Oh, nurse. . .

I was reading a book that had a scene set in a hospital in the days when nurses still dressed like, well, nurses. Before the comfortable pastel scrub suits that took over in the 1990s (?), nurses still mostly wore the white uniform — preferably skirted rather than pant suited. The antiseptic look was accessorized with white opaque pantyhose (hot), the little nurse’s cap (a little kinky in the right fantasy) and comfortable rubber-soled shoes (oh, well, two out of three ain’t bad).

My mental trip down memory’s lane and nostalgia’s hospital corridors reminded me that nurses are one of the original icons of femininity. It’s understandable that nurses would figure into male fantasies. A crisply uniformed woman taking care of all the patient’s needs. A maternal figure but younger, ideally, than our real mothers. All that touching and hovering over us in a level of intimacy we would never experience with strangers. Too, there is always a dominant-submissive subtext with the nurse in the position of authority while the helpless male patient must obey.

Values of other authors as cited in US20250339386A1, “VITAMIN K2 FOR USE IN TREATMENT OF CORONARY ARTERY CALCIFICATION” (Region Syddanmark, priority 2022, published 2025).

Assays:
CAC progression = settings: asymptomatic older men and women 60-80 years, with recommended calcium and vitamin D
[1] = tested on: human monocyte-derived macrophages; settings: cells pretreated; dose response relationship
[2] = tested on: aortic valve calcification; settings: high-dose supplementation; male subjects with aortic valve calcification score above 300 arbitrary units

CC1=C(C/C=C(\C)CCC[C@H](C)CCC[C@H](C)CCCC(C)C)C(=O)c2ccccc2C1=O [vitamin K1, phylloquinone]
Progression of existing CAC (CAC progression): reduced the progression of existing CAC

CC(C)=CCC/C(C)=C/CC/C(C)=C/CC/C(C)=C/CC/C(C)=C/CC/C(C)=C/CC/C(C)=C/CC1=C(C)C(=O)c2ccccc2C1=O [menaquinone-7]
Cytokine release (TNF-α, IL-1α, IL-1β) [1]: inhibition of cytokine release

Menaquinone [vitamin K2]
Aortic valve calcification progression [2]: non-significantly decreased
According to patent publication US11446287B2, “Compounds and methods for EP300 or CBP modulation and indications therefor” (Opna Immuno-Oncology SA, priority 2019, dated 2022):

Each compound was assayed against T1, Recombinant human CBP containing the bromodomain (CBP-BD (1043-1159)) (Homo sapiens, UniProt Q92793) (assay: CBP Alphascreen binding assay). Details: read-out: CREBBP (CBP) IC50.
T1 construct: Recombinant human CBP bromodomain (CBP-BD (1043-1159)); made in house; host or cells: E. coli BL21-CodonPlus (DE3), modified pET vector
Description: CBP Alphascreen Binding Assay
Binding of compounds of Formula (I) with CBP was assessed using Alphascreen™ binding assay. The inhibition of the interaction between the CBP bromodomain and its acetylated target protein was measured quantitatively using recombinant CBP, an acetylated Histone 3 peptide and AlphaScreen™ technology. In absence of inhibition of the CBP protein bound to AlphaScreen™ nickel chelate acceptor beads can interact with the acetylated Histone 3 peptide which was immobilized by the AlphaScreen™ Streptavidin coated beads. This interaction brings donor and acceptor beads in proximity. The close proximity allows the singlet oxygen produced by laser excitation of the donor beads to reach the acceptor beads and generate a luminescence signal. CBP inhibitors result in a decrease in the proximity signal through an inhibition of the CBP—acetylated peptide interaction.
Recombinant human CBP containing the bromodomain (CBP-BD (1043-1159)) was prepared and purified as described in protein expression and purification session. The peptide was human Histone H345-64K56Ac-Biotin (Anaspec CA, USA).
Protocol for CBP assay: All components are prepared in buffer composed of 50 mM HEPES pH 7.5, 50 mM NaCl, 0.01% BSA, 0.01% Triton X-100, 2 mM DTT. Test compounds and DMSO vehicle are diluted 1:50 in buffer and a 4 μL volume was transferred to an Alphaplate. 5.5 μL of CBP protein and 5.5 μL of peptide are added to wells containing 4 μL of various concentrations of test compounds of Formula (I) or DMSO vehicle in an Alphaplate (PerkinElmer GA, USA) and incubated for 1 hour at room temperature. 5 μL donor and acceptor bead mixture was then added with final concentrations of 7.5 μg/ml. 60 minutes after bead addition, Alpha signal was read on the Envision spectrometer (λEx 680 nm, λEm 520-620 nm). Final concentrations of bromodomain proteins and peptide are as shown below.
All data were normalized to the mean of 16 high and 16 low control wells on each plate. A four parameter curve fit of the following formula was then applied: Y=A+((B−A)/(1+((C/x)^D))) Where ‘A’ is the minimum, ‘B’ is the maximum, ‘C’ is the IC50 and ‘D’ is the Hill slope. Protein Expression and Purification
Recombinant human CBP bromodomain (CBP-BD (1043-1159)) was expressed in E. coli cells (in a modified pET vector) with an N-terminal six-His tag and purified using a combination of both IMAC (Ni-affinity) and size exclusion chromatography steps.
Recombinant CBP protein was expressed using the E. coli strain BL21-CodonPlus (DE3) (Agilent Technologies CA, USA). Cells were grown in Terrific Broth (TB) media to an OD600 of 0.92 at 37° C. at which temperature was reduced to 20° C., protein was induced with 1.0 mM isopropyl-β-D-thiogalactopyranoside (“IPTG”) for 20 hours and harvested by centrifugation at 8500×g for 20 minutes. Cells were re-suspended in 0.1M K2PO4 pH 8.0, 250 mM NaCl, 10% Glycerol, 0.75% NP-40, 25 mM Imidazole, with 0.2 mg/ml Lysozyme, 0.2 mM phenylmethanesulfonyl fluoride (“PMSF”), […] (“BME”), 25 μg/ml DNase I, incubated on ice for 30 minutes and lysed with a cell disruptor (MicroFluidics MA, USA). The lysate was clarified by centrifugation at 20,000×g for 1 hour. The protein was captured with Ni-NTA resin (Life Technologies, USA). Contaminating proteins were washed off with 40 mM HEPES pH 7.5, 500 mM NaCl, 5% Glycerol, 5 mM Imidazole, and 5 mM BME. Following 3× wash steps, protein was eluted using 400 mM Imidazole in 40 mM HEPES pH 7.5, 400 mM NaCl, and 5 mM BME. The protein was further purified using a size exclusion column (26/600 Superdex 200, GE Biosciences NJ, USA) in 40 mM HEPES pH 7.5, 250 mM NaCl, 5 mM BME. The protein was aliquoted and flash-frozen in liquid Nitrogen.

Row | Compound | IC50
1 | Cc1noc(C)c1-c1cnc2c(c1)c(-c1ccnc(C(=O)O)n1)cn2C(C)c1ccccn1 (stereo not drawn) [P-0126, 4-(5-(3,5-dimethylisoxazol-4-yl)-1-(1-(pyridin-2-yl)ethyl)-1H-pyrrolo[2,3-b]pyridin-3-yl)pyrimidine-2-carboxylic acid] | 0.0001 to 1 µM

No wonder, then, that popular culture has trotted out dozens of “sexy nurse” tropes through the years. I was always excited by the severe appearance and demeanor and complicated hairdo of Nurse Ratched in “One Flew Over the Cuckoo’s Nest.” There is the scene in ”Spaceballs” where the President’s nurse comes in wearing a short, crisp uniform and towers over the nebbishy men on the spaceship’s bridge. I just saw a scene from an old British film “Carry On Nurse” where the nurses were being examined themselves wearing only their bras, panties, suspender belts and stockings. It’s enough to give you heart palpitations.